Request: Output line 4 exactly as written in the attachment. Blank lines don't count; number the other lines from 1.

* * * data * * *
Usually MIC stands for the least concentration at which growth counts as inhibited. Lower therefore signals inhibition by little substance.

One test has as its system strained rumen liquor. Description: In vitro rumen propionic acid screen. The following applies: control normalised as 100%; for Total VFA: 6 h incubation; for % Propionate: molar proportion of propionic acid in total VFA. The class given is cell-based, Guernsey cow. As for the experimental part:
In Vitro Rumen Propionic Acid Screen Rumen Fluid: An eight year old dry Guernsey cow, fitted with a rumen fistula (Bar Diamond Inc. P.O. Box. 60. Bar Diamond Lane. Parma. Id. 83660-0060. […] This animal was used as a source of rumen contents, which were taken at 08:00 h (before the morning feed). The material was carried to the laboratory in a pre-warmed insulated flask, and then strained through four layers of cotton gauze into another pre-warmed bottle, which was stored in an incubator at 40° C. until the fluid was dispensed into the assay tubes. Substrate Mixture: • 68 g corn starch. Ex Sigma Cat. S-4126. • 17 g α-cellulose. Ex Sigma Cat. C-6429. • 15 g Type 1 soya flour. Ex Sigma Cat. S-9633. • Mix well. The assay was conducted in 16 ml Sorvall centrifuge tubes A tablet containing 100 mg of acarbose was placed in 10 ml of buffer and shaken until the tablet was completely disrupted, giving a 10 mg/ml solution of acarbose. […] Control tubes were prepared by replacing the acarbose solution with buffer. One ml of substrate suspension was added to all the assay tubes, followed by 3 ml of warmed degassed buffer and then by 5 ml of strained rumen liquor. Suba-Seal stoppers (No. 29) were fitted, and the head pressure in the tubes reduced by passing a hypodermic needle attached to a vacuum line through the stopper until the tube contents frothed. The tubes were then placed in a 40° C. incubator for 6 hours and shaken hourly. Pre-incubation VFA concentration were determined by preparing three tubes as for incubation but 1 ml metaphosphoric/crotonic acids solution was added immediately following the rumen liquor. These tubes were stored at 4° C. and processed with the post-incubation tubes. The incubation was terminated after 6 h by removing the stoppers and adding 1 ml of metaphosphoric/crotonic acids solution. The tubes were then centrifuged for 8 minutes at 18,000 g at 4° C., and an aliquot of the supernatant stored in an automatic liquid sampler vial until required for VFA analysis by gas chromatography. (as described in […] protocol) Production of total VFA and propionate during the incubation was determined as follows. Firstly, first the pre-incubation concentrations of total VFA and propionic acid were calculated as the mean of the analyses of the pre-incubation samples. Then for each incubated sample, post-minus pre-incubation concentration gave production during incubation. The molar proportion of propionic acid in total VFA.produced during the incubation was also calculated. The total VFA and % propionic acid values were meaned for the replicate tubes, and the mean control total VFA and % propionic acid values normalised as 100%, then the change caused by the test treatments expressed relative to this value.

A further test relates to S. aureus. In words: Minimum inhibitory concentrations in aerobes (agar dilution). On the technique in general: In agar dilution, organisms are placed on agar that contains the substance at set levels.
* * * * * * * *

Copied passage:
A further test relates to S. aureus. In words: Minimum inhibitory concentrations in aerobes (agar dilution). On the technique in general: In agar dilution, organisms are placed on agar that contains the substance at set levels.